I drafted this post in 2012 and somehow never got around to posting it. This is a really interesting study into middle-class life in the USA. Margaret Mead (the most amazing Anthropologist ever, in my opinion) was the pioneer of this form of cross-cultural kinship study with a focus on identifying the ideologies of motherhood and parenthood. I love the interdisciplinary approach to this study:
How kids develop moral responsibility is an area of focus for the researchers. Dr. Ochs, who began her career in far-off regions of the world studying the concept of “baby talk,” noticed that American children seemed relatively helpless compared with those in other cultures she and colleagues had observed.
You can read more about the study here.
And check out the one of the pioneering ethnographic films on this subject here (did I mention that Mead is amazing?).
All the surro families I have had the pleasure to meet through this research have amazingly calm and content babies. I think it is because these beautiful babies were so wanted for so, so long. Research in the UK from a psychological perspective of parents who have babies through a surrogacy found:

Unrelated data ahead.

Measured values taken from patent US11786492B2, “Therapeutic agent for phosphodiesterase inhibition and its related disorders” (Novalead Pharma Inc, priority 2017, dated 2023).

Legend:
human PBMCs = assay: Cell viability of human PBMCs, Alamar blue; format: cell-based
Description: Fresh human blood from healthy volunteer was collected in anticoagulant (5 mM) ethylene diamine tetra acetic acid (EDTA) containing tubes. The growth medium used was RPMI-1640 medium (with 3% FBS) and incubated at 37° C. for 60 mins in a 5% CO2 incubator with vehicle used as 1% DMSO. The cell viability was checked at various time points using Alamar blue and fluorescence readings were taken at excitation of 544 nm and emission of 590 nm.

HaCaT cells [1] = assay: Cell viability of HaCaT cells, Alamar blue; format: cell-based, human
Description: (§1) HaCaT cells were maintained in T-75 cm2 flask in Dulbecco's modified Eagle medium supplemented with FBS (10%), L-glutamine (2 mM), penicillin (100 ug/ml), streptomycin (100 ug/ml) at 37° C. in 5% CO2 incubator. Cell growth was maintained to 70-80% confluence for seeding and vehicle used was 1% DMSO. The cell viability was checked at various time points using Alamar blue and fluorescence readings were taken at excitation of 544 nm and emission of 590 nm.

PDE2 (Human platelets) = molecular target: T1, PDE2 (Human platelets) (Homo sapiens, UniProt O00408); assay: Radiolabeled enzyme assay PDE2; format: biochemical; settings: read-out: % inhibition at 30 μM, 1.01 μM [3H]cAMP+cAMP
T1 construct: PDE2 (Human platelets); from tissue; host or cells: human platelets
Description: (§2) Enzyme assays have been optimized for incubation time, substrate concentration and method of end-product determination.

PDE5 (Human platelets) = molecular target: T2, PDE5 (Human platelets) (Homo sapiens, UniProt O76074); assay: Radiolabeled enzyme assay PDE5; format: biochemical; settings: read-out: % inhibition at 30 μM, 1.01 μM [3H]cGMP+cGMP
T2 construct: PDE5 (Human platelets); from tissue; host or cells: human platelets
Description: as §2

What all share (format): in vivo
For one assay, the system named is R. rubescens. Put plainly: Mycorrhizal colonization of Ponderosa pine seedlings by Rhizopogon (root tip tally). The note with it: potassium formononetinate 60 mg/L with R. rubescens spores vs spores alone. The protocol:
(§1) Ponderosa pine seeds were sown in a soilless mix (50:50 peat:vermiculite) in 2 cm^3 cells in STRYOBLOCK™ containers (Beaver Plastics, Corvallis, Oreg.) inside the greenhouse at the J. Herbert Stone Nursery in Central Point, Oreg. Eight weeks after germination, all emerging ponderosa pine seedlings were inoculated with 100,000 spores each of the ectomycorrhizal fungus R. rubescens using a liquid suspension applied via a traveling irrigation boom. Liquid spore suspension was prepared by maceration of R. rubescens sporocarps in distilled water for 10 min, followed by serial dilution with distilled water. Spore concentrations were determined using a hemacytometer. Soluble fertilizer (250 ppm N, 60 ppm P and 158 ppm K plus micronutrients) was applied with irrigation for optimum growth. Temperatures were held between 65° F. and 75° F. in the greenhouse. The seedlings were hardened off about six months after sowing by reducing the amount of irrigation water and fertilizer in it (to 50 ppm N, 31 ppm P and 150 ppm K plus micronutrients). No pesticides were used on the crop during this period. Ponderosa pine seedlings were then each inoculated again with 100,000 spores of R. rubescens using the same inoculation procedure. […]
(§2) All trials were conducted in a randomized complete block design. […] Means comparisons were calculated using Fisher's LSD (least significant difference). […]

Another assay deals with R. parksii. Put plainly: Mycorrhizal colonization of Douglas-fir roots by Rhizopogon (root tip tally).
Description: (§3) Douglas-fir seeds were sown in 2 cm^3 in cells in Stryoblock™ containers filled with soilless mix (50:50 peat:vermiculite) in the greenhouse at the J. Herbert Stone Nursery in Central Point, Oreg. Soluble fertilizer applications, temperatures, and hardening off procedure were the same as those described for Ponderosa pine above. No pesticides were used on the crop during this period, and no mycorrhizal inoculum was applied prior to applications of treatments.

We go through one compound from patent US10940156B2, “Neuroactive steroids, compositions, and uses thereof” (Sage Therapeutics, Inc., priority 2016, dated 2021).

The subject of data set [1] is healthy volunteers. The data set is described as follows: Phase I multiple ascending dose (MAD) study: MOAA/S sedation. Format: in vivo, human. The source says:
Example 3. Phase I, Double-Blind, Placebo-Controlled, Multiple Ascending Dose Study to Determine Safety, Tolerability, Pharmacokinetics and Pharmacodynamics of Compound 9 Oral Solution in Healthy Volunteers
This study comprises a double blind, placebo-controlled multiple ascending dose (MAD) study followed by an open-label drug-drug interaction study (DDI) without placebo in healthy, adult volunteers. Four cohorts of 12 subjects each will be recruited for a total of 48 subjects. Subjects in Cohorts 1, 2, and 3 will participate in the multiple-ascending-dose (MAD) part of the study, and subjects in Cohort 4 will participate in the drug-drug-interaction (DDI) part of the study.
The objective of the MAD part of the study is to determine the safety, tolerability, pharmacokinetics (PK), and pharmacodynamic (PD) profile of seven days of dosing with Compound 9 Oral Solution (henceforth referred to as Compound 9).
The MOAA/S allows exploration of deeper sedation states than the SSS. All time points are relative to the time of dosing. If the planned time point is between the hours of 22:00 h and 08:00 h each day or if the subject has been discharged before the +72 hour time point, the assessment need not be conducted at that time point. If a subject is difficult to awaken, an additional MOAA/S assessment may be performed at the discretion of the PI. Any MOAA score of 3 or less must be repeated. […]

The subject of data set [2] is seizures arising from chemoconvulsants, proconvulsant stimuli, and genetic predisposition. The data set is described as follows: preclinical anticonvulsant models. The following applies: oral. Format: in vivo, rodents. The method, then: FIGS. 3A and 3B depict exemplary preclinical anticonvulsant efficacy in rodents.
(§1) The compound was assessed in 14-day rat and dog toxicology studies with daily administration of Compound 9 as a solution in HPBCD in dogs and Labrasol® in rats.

“greater psychological well-being and adaptation to parenthood by mothers and fathers of children born through surrogacy arrangements than by the comparison group of natural-conception parents, with the exception of emotional over involvement, which is discussed below. Both mothers and fathers in surrogacy families reported lower levels of stress associated with parenting than did their counterparts with naturally conceived children, and the mothers also showed lower levels of depression. With respect to parent–child relationships, the findings were again more positive for the surrogacy parents than the natural-conception parents. Mothers and fathers in surrogacy families showed greater warmth and attachment-related behavior toward their infants, and greater enjoyment of parenthood, than did natural-conception parents. The surrogacy fathers were also more satisfied with the parental role” (Golombok et. al. 2004; 408)
My research differs from Golombok et. al. in that I am looking at surrogacy from an anthropological perspective, with different methodologies, and I have been looking specifically at commercial surrogacy arrangements. However, as I stated at the beginning of this post I have found that all the surro babies I know are fantastically content and happy children, so it looks like the findings correlate despite the different paths.